Chickens need a place to rest in the shade if they’re outdoors. You’ll find chickens manage heat stress on their own by seeking shade during the hottest part of the day.

Change The Feeding Schedule

The University of Wisconsin Extension suggests keeping chickens cool with an amended feeding schedule. Eating—or, more accurately, digestion—creates heat in the body and adds to heat stress. A late-afternoon or evening feeding time will allow most digestion to take place overnight, when temperatures are cooler. This may encourage chickens to eat more during warm weather, helping to maintain their egg production and weight gain.

Homemade Electrolytes

There are multiple recipes online and in books for making your own electrolytes to add to your chickens’ water to help ward off heat stress. Two homemade electrolyte recipes are below. Consult with your veterinarian before giving your chickens a homemade electrolyte supplement to be sure it’s appropriate for your flock during periods of heat stress.

Simple Electrolyte Recipe



  • 1 cup water
  • 2 tsp. sugar
  • 1/8 tsp. salt
  • 1/8 tsp. baking soda


Mix all ingredients together, and add to 1 gallon of water.

Sweet Electrolyte Recipe

via Our Little Coop


  • 1¼ tsp. unrefined sea salt
  • 1 tsp. baking soda
  • 1/2 tsp. potassium chloride salt substitute
  • 2 T. honey or molasses


Mix all ingredients with 1/2 gallon of water. Do not keep more than 24 hours.

Heat-Tolerant Chicken Breeds

Just as there are some breeds of chickens equipped to produce a lot of eggs and some that have been bred for meat production, there are some chicken breeds that have heat tolerance. If you live in a warm climate or if you experience serious summertime heat and humidity, having the right chicken breed can reduce incidence of heat stress in your flock. Consider these heat-tolerant chicken breeds:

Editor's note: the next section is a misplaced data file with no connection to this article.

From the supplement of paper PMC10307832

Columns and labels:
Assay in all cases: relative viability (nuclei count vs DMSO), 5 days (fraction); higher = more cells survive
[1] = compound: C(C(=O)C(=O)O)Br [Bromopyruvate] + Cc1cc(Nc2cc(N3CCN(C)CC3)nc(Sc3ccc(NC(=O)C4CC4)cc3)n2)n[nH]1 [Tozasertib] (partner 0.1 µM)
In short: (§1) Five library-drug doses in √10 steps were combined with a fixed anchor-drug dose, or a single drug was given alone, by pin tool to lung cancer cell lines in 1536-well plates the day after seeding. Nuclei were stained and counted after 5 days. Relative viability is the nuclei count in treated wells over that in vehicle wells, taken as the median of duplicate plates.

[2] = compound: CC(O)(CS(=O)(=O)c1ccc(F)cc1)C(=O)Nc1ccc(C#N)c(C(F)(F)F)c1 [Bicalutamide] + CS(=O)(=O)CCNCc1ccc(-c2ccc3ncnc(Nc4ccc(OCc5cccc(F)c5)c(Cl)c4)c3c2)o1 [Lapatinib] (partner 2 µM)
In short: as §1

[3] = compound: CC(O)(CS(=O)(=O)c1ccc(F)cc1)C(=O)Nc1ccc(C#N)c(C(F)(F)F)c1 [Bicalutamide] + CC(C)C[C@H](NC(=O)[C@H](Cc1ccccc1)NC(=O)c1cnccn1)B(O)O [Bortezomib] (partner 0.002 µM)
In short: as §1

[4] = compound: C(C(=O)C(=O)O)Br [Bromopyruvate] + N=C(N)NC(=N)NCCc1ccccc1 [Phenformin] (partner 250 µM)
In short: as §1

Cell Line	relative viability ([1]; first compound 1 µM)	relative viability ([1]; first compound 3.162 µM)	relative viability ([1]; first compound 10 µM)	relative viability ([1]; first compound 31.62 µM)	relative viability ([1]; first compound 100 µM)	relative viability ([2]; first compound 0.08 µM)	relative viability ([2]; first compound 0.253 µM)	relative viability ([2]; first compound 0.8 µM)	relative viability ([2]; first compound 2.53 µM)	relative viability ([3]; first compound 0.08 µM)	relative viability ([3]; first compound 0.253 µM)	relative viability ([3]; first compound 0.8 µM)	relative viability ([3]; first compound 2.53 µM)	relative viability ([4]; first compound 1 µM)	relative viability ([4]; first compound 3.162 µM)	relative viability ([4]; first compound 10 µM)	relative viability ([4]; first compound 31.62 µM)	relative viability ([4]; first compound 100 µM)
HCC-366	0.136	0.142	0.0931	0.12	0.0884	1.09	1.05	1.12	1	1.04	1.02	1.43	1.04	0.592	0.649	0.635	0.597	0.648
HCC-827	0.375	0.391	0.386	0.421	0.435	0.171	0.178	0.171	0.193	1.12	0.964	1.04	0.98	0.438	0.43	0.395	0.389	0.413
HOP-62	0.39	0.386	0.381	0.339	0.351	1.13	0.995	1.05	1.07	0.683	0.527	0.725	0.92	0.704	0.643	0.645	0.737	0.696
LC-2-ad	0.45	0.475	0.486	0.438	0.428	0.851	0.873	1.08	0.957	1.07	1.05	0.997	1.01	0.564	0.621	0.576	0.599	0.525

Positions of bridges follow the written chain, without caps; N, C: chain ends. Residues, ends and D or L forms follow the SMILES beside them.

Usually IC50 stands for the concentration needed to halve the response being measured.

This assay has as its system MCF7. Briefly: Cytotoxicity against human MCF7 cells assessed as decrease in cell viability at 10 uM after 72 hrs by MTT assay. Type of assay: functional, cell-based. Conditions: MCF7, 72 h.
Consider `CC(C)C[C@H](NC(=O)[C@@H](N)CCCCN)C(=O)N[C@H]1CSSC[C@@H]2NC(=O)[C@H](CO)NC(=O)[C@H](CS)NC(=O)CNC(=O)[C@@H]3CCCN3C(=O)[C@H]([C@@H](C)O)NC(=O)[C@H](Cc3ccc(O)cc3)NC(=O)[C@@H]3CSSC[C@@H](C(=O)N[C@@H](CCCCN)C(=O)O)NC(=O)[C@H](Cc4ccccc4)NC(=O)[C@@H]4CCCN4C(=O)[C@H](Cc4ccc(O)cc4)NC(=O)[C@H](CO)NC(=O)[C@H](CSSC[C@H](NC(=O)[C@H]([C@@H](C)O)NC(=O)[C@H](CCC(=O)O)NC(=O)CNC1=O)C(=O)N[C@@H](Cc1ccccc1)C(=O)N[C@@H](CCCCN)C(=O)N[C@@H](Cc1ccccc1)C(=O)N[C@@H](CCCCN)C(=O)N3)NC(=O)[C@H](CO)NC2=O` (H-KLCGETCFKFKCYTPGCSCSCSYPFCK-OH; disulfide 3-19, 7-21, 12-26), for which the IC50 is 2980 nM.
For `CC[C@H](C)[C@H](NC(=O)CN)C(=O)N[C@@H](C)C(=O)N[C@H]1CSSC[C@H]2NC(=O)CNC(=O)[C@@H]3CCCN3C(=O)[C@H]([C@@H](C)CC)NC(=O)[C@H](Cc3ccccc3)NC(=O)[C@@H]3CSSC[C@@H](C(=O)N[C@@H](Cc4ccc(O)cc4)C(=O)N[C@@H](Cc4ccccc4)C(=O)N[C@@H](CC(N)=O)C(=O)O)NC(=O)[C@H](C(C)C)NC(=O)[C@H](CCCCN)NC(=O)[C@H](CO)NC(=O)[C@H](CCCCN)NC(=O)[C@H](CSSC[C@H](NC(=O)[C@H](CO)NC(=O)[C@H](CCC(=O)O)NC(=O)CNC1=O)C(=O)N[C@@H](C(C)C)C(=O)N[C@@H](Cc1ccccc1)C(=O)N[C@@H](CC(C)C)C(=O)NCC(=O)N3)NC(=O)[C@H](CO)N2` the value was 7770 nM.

• Leghorn: A common layer breed, Leghorn chickens have a commercially developed strain and a heritage strain. They lay 150 to 300 large, white eggs each year, and they are hardy free-range birds. Leghorns can be found in a variety of colors with a range of comb types.
  • New Hampshire: A dual-purpose chicken, New Hampshires mature early and lay large, light- to medium-brown eggs. They do well in the heat and the cold, but they may get frostbite on their combs. They are larger than but similar to the popular Rhode Island Red chickens, as they were developed from the Rhode Island Red breed.
  • Rhode Island Red: This popular breed is found on small-scale farms across the country. Rhode Island Red chickens mature early and lay 200 to 300 large, brown eggs each year, even in less-than-ideal conditions. There is a heritage strain and an industrial strain of this breed.
  • Silkie: The Silkie’s fur-like feathers and black skin make it a novel hit among backyard chicken keepers. This is a bantam breed—hens weigh only 2 pounds, and roosters not much more than that—that is found in a variety of colors. Their small eggs have a tint of color to them. They do well in heat and in cold, but their feathering makes them unsuitable for outdoor living in inclement weather.

The hot summer months offer new challenges to raising animals of any kind. Help your chickens through periods of heat stress by knowing the signs of heat stress, keeping your chickens cool and selecting the right breeds for your flock.